As part of my internship with CARE International UK, I spent two days in Parliament last month at events on women in conflict and peace-building. The new UK aid strategy allocates 50 per cent of DFID’s budget to conflict-affected and fragile states, so I was keen to find out what the current political commitment to the Women, Peace and Security agenda looks like – and how this plays out in country.
A ‘golden moment’ at the APPG on Women, Peace and Security
My first insight into the UK government’s current political commitment was at the All-Party Parliamentary Group (APPG) on Women, Peace and Security. Baroness Hodgson described the event as a ‘golden moment’ for the WPS agenda, with three committed ministers from the Department for International Development, the Foreign and Commonwealth Office and the Ministry of Defence working closely together for the first time. This is a welcome initiative, and demonstrates the government’s willingness for joined-up thinking and a leadership role in the agenda.
The APPG focused on tangible action around the UK National Action Plan on Women, Peace and Security 2014-2017. So what progress has been made?
Firstly, it is clear that the UK Government is a key player in the Women, Peace and Security agenda on the global stage, with significant input into the High-Level Review of UNSCR 1325 helping to frame it as an opportunity for governments worldwide to make ambitious commitments.
The UK also made its own important pledges at the High-Level Review to ensure that women’s voices are heard in all future UK-hosted peace-building events and to help secure positive outcomes for women and girls at the World Humanitarian Summit.
But what are the gaps?
GAPS welcomed the pledges made at the UN High-Level Review, but the report also highlighted the need to translate this commitment at the global level into comprehensive action in Whitehall. With champion governments such as Sweden formulating a ‘Feminist Foreign Policy’, surely this is a challenge to the UK government to do the same?
Further, there is work to be done on ensuring the meaningful participation of women from conflict-affected contexts in peace-building events. This means more than just tokenistic representation and will require UK officials and partners to collaborate more with local level networks and platforms already established in country. Not only is this positive for gender equality but it also helps build better and more durable peace agreements.
Focus on Afghanistan – lessons learnt
The second event I attended was a parliamentary briefing by Women for Women International on women’s rights in Afghanistan – one of the six UK National Action Plan focus countries.
More than five years ago (November 2010), CARE released a report on women’s participation in peace-building and post-conflict governance in Afghanistan. It was, perhaps, telling that Mandana Hendessi opened with an appeal from the women she works with: ‘Please do not forget us. Please stay with us.’ Afghan women’s voices need to be placed firmly on the political agenda, because progress on gender equality in Afghanistan is still fragile, and women continue to suffer disproportionately to men. Advancing women’s rights is a progressive agenda, demanding significant changes in the balance of power, and so progress is also volatile.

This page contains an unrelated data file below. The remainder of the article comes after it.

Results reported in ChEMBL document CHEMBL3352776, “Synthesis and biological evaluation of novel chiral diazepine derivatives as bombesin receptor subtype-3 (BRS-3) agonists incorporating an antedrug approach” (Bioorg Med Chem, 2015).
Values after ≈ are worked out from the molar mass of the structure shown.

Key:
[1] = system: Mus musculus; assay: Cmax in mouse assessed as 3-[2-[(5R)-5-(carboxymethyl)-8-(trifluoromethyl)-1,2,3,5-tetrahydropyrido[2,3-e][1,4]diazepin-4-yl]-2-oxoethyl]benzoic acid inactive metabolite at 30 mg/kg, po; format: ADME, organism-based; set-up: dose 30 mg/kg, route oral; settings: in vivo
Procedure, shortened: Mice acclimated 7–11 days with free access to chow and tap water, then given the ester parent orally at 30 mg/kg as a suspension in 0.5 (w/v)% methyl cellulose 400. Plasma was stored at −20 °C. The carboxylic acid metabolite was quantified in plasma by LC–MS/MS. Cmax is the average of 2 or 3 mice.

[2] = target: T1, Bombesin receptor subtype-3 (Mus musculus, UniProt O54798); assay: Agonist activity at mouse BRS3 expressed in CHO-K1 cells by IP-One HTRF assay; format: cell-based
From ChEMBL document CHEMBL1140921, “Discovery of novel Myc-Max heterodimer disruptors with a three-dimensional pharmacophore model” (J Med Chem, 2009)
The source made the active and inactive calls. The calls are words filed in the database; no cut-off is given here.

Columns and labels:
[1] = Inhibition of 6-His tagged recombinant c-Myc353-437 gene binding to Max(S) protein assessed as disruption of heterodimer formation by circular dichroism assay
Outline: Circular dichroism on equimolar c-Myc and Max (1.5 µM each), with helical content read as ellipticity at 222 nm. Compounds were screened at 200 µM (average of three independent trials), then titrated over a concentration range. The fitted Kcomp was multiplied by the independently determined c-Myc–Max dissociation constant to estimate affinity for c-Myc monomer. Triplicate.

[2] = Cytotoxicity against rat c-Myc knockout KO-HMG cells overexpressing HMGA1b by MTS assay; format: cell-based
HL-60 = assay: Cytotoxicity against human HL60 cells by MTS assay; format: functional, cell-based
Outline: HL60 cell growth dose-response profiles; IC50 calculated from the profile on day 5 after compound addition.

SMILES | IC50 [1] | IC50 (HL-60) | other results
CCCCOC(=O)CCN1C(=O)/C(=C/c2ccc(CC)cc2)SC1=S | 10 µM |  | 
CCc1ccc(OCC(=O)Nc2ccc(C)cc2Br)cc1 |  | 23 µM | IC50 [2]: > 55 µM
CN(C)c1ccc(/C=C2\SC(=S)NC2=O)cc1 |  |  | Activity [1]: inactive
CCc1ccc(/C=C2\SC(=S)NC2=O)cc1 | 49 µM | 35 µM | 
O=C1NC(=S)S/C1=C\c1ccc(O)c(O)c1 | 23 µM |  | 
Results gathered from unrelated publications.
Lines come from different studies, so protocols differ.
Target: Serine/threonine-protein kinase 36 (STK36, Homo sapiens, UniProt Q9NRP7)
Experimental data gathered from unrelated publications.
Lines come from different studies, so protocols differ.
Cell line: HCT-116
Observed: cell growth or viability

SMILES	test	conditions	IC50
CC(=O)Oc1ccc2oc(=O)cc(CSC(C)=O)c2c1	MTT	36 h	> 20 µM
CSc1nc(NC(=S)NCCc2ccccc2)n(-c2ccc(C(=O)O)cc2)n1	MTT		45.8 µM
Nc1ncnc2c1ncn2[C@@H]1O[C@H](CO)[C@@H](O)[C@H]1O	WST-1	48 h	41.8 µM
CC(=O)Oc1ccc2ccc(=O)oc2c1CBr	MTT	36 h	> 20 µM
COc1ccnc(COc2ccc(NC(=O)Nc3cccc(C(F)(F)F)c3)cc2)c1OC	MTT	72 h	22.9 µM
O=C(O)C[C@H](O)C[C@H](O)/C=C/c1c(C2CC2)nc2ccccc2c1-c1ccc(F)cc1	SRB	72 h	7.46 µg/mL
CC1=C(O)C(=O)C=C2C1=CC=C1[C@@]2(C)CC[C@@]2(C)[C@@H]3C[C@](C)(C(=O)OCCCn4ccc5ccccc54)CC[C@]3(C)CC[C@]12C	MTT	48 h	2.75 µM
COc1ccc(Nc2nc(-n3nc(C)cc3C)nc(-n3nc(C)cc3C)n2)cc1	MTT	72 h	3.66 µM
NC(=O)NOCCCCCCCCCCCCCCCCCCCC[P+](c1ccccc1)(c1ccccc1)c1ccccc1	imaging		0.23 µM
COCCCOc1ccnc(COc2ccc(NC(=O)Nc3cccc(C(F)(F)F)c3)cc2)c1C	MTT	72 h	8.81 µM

However, I took away two important ‘lessons learnt’ in Afghanistan on what the international community should be doing in order to strengthen commitment to achieving gender equality and peaceful societies globally.
Firstly, the need to work to engage men and boys. It is essential to create the spaces for men to learn about women’s rights. This is an approach CARE has worked on a lot and continues to explore how to do this effectively. I heard how in Afghanistan, for example, legal guarantees of human rights are in place, but without engaging men and boys as allies in gender equality, these laws will not become a reality in homes and on the street.
And secondly, the need to strengthen women’s capacity to influence at international peace talks. CARE has long called for greater participation of women and girls in peace, security and development talks. Afghanistan now has its first female Judge in the Supreme Court and a female Deputy Chair at the High Peace Council. These are positive steps forwards, but there is still work to be done on supporting women to effectively participate in decision-making within these forums. And when it’s not possible for women to gain a formal seat at the table, ‘quiet lobbying’ at peace talks in informal spaces is really valuable.
It is clear that the WPS agenda creates an enabling environment for real progress, but it’s equally clear that more needs to be done to translate commitments on the global stage into real change at the local level.
By Madeline Moore, Policy and Advocacy Intern, CARE International UK